Juan Hamilton

here's the song I just wrote and recorded in about an hour:

Some people write about music/Some people play it

So let's do it you guys!
You are just driving me crazy, crazy, crazy! You know I can't do this by myself.
I can't even get my hair washed on a regular schedule. I've got all these half written songs but I don't like any of them and I don't know how to strum more than maybe three different ways and I can't, can't, CANNOT do it by my lonesome. Not that I haven't tried. I did! I do!
I am terrible at teaching myself. I found this out a long time ago. This is why I'm still in high school and home schooling sucks for a lot of kids.
And I honestly I don't care about making CDs or playing shows or whatever else. I only started recording stuff so I could remember how to play it later. So no pressure!
I'm all itchy! (but in all fairness this could also be due to the shampooing situation.) and playing music by yourself is just no fun on top of all that.
don't you miss that feeling of togetherness? Of making something really cool with your friends? I do. I had that in dance too, in the corps. Now I gots nothing. and it's just no good. Also, I'm not blaming anyone for this lack of face to face music. Just wondering if anyone else feels the same way.

I started watching Catch 22 last night and then fell asleep. This not a bad reflection on the film, mind you. I do this a lot. It's a trend.
Take tonight pour example: Lord of the Rings: Rivendale! ASLEEP!
I ate a lot of food today.
and I walked a lot of adorable doggies.
and I listened to some pretty adorable songs by this chick. So that's what made me want to say all this. I was originally going to post another song but then I realized it's GARBAGE. So... yes. People need to start taking me up on my song writing/coffee drinking/dating/twilighting/getting drunk on cherry vodka invitations.
But maybe that's a story for another day.

Best Non-Album Songs of the Decade

The AV Club released their best albums of the decade list the other day and aside from my disagreeing with a lot of them (though we had some common ground) what I took issue with was the idea that some of the writers had clearly put aside personal preference in favor of a consensus. As if because they agreed on some of them, that made them the objective choice. That's wrong - these kinds of things are always going to be opinion-based and any ambition to the contrary is just wrong. Anyway, I'm gonna be doing some of my own year-end shit as Rolling Stone and Spin and everyone else unveils theirs (of course, no one will actually read mine, so, whatever...) just to point out that the internet makes all their asses totally goddamn irrelevant cause anyone's opinion can be found to counteract their big old goddamned consensus culture. Fuck that Christmasy Bullshit!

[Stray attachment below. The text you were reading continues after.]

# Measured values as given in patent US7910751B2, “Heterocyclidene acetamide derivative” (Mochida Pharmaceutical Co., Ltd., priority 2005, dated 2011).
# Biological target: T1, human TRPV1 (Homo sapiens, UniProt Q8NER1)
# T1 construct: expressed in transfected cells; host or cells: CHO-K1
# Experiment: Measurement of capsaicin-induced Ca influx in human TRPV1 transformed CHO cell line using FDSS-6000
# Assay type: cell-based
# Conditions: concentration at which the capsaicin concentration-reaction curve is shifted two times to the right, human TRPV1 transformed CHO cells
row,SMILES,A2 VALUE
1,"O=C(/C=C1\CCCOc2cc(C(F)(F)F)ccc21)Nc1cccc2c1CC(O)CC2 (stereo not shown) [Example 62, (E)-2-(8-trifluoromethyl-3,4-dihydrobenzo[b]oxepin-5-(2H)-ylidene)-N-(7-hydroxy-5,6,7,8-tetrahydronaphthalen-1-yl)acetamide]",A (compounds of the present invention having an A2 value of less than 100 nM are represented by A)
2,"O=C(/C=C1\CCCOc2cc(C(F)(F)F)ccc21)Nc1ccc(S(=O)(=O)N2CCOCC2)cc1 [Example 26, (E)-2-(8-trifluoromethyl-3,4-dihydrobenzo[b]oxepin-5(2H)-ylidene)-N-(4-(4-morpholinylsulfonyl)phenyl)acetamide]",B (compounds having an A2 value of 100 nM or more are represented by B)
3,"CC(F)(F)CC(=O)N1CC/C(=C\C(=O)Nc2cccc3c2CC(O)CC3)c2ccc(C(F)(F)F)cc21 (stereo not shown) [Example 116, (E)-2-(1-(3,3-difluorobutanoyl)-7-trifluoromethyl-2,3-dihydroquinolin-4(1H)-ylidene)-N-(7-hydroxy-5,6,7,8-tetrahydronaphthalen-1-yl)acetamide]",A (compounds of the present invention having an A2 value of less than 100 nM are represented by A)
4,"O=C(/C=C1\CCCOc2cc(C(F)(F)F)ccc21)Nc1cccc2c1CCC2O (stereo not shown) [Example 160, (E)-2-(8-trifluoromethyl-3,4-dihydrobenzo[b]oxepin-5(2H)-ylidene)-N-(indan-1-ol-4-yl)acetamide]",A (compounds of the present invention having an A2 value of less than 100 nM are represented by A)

Best Non-Album/Strays/Compilation-Related Music Of The Decade.

Soundtrack Related Original Material:

Special Soundtrack Award to Rufus Wainwright

Rufus Wainwright has given us more single track contributions to soundtracks than perhaps anyone else in the last ten years. He's done covers of some really excellent songs and some super terrible ones, which he then made better. Anyway he gets an award. What's the award look like, you ask? Fuck you for being so materialistic! If you were nicer maybe you'd get a made-up award like Rufus Wainwright. I'm sorry....times are tough...this damned economy.... Specific Songs:

"I'll Build A Stairway To Paradise" - Rufus Wainwright - The Aviator

Martin Scorsese's The Aviator had a shit-ton of cool period specific stuff but Rufus Wainwright's performance was the best bit of pastiche they concocted. Wainwright does a winking/straight rendition of this excellent song at a party while Howard Hughes asks Johnny Weismuller and David O. Selznick if they want to have threeway sex....or something...the movie was a long time ago, the details are blurry.

"Malaguena" - Brian Setzer - Once Upon A Time In Mexico

Brian Setzer's rocking version of the old guitar piece is a touch like the movie it came from: it rocks at first, then gets dull, then Johnny Depp shoots some people even though his eyes have been cut out...you know I don't remember much about this movie, either, other than it sucked, but christmas what an awesome goddamned song!

"To Be Surprised" - Sondre Lerche - Dan In Real Life